email sent May 19, 2015

Subject: A Hunk of Burning Love…

… or, Do You Want Mustard with That?

I completed the round of targeted radiation 2 weeks ago, what I affectionately referred to as burning love. All went very well. Dr. Spierer pitched perfect strikes to the tumor. Yesterday, I was CT-scanned for the fourth time since entering the immunotherapy clinical trial. It was too soon to expect to see results from the radiation. My breathing had become somewhat compromised, be it due to tumor growth, the appearance of new tumors, spring pollen, cat and dog hair, phase of the moon and/or this common side effect of radiation. But later it seemed to improve a bit. Who knows? The scan could possibly reveal something.

Consequently, we pretty much eagerly anticipated the scan results. Impending scans previously ignited a range of emotions, including dread and hope. But after 4 years of “it is what it is” they typically become so-so events that require an overnight stay in vulcanizing Goodyear, AZ. The awareness that future options exist diminishes the angst. Hanging in the balance were options to stay the course or, because of the emergence of new tumors, be forced to exit the study and embark on an entirely new clinical trial that likely would involve combining chemotherapy and immunotherapy. On a more mundane, but still important, level the outcome could have a huge impact on whether I can raft down the Colorado River in August. You might recall that this adventure is the topmost item on my so-called bucket list. I do look back in amazement that I reserved a spot on the trip at a time when my lung capacity was rapidly diminishing and continuing to do so until I was able to enroll in the current clinical trial 2 months later. Of course, I had no idea how dire the wait for the new treatment would become. Looking back, I like that I had that positive attitude (coupled with the presence of mind to sign up for trip insurance).

Anyway, cutting to the clinical update chase… there were no changes! Tumor size remained the same, still small. No new tumors. And even the irradiated one appeared to be a bit broken up, if not a tad smaller.

I’ve been raving about Cancer Treatment Centers of America. The following incident says it all. The radiation team was running a little late on a Friday afternoon. My 4 o’clock appointment was going to be delayed by 15-20 minutes. So, I was presented with a coupon for a free meal at the hospital restaurant, which serves great meals! Whoever heard of such a practice? Don’t they know physicians are supposed to be late and unapologetic? Is it any wonder that I recommend CTCA without reservation?! (And, it turns out that they were less than 15 minutes late.)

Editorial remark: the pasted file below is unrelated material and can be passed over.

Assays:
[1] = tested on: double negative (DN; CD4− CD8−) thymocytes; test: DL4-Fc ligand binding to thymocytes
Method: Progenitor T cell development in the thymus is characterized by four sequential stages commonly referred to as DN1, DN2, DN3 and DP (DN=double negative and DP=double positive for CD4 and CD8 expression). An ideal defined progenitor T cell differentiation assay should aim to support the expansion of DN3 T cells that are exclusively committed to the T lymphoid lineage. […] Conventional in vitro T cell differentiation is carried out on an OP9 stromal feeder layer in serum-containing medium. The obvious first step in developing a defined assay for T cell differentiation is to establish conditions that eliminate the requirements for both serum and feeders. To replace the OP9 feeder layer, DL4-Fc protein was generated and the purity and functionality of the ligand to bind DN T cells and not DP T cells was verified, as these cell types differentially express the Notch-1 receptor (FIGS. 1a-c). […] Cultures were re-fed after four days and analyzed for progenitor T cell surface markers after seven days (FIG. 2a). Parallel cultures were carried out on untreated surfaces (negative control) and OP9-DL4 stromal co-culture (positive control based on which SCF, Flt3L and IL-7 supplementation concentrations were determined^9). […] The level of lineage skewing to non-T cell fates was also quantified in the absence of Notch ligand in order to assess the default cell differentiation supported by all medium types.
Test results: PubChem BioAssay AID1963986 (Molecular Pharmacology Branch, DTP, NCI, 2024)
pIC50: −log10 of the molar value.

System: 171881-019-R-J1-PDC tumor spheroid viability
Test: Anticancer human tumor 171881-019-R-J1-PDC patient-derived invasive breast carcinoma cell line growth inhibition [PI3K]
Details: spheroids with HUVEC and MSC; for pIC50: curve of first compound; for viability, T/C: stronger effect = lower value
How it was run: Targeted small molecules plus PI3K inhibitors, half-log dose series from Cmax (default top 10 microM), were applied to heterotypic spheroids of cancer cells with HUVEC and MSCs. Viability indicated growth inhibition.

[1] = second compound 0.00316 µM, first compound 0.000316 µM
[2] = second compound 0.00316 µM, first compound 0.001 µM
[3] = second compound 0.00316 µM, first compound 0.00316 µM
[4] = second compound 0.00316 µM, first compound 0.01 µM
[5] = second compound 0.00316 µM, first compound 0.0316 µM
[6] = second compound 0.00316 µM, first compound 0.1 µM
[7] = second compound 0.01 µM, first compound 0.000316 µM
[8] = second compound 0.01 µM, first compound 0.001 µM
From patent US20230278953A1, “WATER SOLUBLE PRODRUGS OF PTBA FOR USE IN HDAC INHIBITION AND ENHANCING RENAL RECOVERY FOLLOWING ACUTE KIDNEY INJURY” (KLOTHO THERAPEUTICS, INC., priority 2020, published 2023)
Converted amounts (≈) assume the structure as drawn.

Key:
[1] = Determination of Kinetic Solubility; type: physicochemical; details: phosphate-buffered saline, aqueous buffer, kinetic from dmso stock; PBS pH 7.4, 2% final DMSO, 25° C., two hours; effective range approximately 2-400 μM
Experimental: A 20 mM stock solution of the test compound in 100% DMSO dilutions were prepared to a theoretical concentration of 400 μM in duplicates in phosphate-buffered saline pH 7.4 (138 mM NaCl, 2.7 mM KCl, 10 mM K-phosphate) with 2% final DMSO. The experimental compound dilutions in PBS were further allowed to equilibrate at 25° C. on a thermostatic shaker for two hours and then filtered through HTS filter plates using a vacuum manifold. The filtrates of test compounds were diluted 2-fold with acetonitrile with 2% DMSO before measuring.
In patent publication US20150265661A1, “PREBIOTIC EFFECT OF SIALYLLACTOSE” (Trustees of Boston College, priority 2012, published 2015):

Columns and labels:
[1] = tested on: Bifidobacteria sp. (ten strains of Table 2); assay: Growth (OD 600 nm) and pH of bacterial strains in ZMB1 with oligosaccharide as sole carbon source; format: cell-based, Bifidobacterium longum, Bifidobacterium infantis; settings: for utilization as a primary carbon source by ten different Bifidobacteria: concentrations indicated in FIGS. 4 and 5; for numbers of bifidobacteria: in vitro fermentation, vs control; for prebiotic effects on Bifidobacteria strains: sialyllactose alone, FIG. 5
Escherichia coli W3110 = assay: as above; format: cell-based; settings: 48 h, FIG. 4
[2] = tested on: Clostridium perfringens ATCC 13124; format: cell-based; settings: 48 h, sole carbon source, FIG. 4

The last 3 months have been crazy for us. We recently faced yet another loss. Another dramatic encounter with life. And love. And faith. It’s comforting to learn how loss is so closely related to hope. With the recent scan results, the tragedies and bad news have perhaps abated at least for a while.

I’ve continued to run across evocative writings. Having recently recommended the book, Man’s Search for Meaning, I decided to revisit it. Based on the following quotations it’s no wonder it had such a huge impact on me in my youth. The author, psychiatrist Viktor Frankl, survived Auschwitz and founded logo therapy based on those experiences.

“When we are no longer able to change a situation, we are challenged to change ourselves.”

“What is to give light must endure burning.”

“For the first time in my life I saw the truth as it is set into song by so many poets, proclaimed as the final wisdom by so many thinkers. The truth – that Love is the ultimate and highest goal to which man can aspire. Then I grasped the meaning of the greatest secret that human poetry and human thought and belief have to impart: The salvation of man is through love and in love.”

“Happiness cannot be pursued; it must ensue.”

“We who lived in concentration camps can remember the men who walked through the huts comforting others, giving away their last piece of bread. They may have been few in number, but they offer sufficient proof that everything can be taken from a man but one thing: the last of the human freedoms — to choose one’s attitude in any given set of circumstances, to choose one’s own way.”

“Our greatest freedom is the freedom to choose our attitude.”

The following also caught my imagination…

“Gratitude is happiness doubled by wonder.” G. K. Chesterton

“The first principle is that you must not fool yourself and you are the easiest person to fool.” Richard P. Feynman

“Yes! The older one gets, the closer we look.” K. Helmer (a friend commenting on one of my macro photographs)

With burning love and immense gratitude for all of your thoughts, prayers and encouragement,


p.s. Having previously compared myself to being vacuum-wrapped like a hot dog for the radiation treatments, Vicki asked if I had requested mustard. Ya just gotta love a woman like that.